When we take a pause, breathing in a meditative fashion (for instance, counting to four with each breath in and out, several times), a more mindful state of mind develops in which we can consider and adopt a more balanced perspective. Mindfulness can create a comfort zone in which our clients can use their own breath or surroundings to feel grounded in an unpredictable world. Mindfulness is empowering when teens learn that if they can manage their breath, they can slow the beat of their heart, emotionally relax, better handle stress, and make better decisions.
Compassion for self and others enhances the body’s preparedness for stress. (Bluth & Eisenlohr, 2017; Lathren et al., 2019). Mindfulness allows young people to become more aware of their judgments and adopt a kinder view of themselves and others. This takes practice, of course, as the self-perceptions of many at-risk adolescents often lead to harsh self-evaluation and evaluation of others. One simple technique teaches young people how to take a mindful pause to notice critical self-talk—but just notice, not judge. They are thus able to become more aware of these automatic negative thoughts and can use a mindful space to challenge them. Similarly, the “lovingkindness” meditation—which has young people wishing well to themselves, someone they love, someone they find difficult, and the world around them—usually involves four simple phrases related to being safe, being healthy, being calm, and living life with ease.
Anxiety often leads to a problematic form of self-focus, in which anxious young people focus on holding their anxieties at bay, rather than on managing it and being present and part of the world around them. It is important to help them learn how to better respond to others, but it is also important to help them become more mindful in their interactions with others. Mindfully listening to help us become attuned and create a safer emotional and social environment for the teen. For many at-risk teens, this process is not natural; it takes time and practice for them to develop the skills to take pause and be present. It is the practitioners’ job to be mindfully patient and support the teen through this process of learning and practice. As the world events impact us as well as our clients, it is important that we take care of ourselves mentally, emotionally, and physically. Self-care can include the very techniques listed above.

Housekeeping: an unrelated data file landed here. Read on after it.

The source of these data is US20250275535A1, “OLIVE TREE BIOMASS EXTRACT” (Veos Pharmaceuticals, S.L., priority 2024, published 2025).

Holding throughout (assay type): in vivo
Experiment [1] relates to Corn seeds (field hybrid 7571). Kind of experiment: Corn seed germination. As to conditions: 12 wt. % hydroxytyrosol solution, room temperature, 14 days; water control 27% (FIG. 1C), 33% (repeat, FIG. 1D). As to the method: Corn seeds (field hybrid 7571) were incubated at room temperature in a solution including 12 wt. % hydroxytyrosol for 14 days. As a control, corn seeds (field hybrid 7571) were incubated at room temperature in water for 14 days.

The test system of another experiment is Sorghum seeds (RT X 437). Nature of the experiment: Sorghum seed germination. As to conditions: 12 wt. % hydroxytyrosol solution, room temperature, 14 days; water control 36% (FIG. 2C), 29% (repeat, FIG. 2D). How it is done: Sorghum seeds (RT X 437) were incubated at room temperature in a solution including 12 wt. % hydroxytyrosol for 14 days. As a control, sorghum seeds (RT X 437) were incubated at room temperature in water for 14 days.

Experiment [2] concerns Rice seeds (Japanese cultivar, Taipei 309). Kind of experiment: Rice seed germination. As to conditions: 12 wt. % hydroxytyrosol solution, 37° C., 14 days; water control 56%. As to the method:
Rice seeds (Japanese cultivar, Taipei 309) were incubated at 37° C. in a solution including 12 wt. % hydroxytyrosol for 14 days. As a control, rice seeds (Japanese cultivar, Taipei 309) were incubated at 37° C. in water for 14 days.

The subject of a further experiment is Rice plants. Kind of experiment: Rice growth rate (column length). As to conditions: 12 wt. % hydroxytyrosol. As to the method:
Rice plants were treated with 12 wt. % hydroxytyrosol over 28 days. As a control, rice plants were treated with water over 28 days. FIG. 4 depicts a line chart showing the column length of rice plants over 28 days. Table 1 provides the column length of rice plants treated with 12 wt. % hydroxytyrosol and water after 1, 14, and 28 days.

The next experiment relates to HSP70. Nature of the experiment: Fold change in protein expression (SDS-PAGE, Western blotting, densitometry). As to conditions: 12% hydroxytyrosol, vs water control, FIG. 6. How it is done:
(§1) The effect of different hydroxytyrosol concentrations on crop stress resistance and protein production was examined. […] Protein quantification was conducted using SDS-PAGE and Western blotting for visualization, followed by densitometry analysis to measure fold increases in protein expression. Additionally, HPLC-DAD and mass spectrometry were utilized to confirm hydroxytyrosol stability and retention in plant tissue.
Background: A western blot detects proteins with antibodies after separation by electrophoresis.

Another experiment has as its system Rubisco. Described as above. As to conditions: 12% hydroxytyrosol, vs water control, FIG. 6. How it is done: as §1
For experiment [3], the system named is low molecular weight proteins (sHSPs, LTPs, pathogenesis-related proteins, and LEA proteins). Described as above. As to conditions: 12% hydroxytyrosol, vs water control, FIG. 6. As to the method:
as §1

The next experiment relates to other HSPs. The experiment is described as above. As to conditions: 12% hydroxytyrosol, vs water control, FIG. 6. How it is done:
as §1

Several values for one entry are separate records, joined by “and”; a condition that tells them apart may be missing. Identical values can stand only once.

As with other mindfulness techniques, these methods take practice and regular use. There are easily accessible resources. Dr. Kristen Neff’s website, for instance, describes and teaches self-compassion and other techniques https://self-compassion.org.
This author disclosed that this article was previously published in The Circle and used with permission: circle magazine link
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Bluth, K., & Eisenlohr-Moul, T. A. (2017). Response to a mindful self-compassion intervention in teens: A within-person association of mindfulness, self-compassion, and emotional well-being outcomes. Journal of adolescence, 57, 108–118. https://doi.org/10.1016/j.adolescence.2017.04.001
Jennings, S. J., & Jennings, J. L. (2013). Peer-directed, brief mindfulness training with adolescents: A pilot study. International Journal of Behavioral Consultation and Therapy, 8(2), 23.